The Mahardika Family       
Organic Asparagus Farmers, Badung

Ibu Nila is from Kintamani, a dry northern region of Bali. Growing up, she left school at a young age to help her family make a living. Today, Nila owns three internationally-renowned restaurants in Bali and has a mission to make organic farming a viable career in Bali. Her relaxed, casual and beautifully-situated restaurants are supplied by local farmers who have committed to not using chemical products in production. Nila has a contract with each farmer through which they get paid even in the case of a failed or lacking harvest. In return, they deliver her fresh fruits and vegetables and nutrient-rich heritage rices. At her restaurants, Nila is always looking for ways to do things herself - she now makes fresh tofu, feta, sauces, cereals, wine, jams, nut- milks and more. 

 

Ibu Nila is equally committed to making healthy, organic eating more accessible to the Balinese. At her restaurant you will usually see a big crowd of ex-pats and tourists enjoying fresh and imaginative salads, Indonesian classics that are well spiced and  thin crust pizza - but among them, from time to time, you will see a young Balinese couple enjoying a pizza at "locals" price. 

stories from the field

Nila Wati            
Owner and Co-Founder, Sari Organik, Ubud

The Mahardika family lives at the edge of a tall cliff in Plaga, Bandung regency. They have always been a rice farming family, but recently had an opportunity that has allowed them to multiply their profits by twenty. The family participates in a program run by the Taiwan International Cooperation and Development Fund in which local farmers receive free organic vegetable seedlings, equipment and technical support. Made (below, right) and his family chose Californian and Taiwanese asparagus seedlings for their farm. When they needed help, the director of the initiative himself would come over help to work through the issue. After harvest, Made drives his vegetables down to the office, where a small group of employees prepares and packages them. Farmers and employees take turns delivering the produce to the tourist-developed southern region, where they have established partnerships with several hotels, grocery stores and restaurants. The exoticism of asparagus in Bali allows the family to set a high price, and the conditions of the soil and weather in the area allows for nearly daily harvests all year long.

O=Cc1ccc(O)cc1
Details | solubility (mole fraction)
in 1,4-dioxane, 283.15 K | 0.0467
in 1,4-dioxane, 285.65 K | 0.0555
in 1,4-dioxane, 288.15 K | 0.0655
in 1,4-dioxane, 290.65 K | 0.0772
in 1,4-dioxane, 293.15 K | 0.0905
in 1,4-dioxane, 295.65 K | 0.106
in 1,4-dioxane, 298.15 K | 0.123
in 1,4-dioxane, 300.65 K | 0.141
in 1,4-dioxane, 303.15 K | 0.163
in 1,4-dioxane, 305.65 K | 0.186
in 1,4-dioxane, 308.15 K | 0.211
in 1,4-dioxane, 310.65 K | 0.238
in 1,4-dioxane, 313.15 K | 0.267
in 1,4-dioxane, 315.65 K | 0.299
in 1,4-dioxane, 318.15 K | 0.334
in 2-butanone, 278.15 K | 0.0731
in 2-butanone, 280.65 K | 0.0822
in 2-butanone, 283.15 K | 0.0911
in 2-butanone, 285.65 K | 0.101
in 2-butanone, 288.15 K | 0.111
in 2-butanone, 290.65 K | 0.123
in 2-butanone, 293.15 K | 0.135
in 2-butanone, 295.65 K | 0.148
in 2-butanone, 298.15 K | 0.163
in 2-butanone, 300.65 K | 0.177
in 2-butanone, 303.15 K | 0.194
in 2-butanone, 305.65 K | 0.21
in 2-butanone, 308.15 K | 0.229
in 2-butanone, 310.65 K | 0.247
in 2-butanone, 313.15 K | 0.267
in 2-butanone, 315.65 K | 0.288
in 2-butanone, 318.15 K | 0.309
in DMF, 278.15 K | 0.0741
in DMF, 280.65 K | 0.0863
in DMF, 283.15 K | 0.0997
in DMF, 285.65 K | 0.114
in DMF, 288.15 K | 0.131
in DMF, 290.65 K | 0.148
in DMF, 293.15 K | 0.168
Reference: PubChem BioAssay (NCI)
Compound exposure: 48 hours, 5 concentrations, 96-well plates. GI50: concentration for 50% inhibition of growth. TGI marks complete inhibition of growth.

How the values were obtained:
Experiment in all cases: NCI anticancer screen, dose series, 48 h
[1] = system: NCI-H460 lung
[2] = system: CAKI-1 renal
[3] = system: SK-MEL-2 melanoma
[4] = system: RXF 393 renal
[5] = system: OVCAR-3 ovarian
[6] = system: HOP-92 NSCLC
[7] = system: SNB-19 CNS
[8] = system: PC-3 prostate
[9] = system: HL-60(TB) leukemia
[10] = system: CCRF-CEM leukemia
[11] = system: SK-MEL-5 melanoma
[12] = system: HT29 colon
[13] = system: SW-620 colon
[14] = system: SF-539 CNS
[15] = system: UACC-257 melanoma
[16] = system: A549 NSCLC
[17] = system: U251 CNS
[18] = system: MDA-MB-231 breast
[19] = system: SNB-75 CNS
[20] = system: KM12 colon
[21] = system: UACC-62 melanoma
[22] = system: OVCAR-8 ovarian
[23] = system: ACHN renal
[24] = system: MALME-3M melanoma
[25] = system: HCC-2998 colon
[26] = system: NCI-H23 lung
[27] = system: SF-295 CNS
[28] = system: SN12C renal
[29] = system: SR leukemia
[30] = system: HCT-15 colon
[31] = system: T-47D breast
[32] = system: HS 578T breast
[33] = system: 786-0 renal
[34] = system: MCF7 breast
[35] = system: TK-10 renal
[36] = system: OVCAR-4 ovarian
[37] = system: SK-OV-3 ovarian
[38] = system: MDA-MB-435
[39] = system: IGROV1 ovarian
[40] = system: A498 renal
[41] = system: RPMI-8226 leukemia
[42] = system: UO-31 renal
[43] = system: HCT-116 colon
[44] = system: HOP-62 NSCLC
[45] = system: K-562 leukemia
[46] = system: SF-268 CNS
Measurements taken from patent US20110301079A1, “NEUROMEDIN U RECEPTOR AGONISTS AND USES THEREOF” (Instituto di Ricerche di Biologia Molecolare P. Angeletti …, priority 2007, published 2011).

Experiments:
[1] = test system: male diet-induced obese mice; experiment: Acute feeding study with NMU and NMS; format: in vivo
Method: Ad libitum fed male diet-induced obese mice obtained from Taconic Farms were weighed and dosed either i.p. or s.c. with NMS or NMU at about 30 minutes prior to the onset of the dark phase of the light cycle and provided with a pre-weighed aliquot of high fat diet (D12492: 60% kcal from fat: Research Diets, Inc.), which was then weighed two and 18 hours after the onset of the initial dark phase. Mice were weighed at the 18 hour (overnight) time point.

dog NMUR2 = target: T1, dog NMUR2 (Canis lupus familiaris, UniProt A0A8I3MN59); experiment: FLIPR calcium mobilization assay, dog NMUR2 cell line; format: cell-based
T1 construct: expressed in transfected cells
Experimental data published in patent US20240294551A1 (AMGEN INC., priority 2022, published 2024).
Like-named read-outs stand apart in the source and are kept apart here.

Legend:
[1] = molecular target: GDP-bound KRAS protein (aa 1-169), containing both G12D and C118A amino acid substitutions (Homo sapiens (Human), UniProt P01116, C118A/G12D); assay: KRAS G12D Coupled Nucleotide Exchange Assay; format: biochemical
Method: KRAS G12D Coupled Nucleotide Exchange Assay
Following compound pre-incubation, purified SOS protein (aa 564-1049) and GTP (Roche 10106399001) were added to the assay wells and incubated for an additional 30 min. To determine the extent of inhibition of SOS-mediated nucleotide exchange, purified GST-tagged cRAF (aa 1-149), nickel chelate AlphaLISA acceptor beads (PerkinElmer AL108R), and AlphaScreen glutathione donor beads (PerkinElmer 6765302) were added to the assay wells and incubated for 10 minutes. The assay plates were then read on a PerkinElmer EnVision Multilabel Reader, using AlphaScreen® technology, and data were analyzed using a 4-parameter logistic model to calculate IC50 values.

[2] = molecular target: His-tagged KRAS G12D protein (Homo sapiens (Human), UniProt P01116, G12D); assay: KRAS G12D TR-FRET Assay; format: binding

The project's resources and scope are limited, but this opportunity has changed the lives and outlook of many families in Badung. 

 

Hartono Lokodjoyo                
Owner and Teacher, Har's Garden, Tegalantang

In the face of skepticism from the white rice-farming neighbors, Har and his younger brother started an organic vegetable garden in 2007. Though he's still working on developing his market, Har already supplies a number of restaurants in Ubud, including Sari Organik, with his fresh vegetables and herbs. Through his savvy  use of social networking, Har has also attracted a loyal following of ex-pats who come to his garden regularly to handpick ingredients for their own kitchens. 

 

Har is a firm believer in the health benefits of an organic and nutrient-rich diet. He also believes that everyone should have a base knowledge of where their food comes from and how it grows. Every week from Thursday to Saturday, Har teaches a free organic gardening class for three hours. Anyone is welcome to attend, but they must be ready to work hard - a critical lesson in itself!

 

Har has expanded his operations to include four gardens around Ubud and plans to soon begin making tofu and tempe from heritage soy plants. Perhaps soon, his neighbors will follow suit.

Dayu Mahadewi            
Owner and Head Chef, Dayu's Warung, Ubud

At two years old, Dayu's young daughter couldn't walk. As she reached out to doctors and healers around Bali for answers, Dayu discovered the enormous impact diet can have on one's health. Working at the time as a cook in a private villa, Dayu devoted herself to learning about the health benefits of different foods and the importance of farming methods to the taste and nutritional value of food.  

 

Dayu opened her own restaurant in 2007 and has a fixture in the health-conscious Ubud community. Dayu is diabetic, and her menu reflects her focus on fun, whole and nutritious foods. She serves organic heritage red and brown rice and whips up fantastically creative dishes (such as the beetroot and sweetpotato burger bun to the left, and the tempe lasagna in the bottom center) all from organic, locally-sourced produce. 

 

Dayu teaches cooking classes every week and is open to speaking with anyone who wishes to learn more about her work and vision. She dreams of starting her own farm someday and having an even bigger influence on what she serves in her restaurant.

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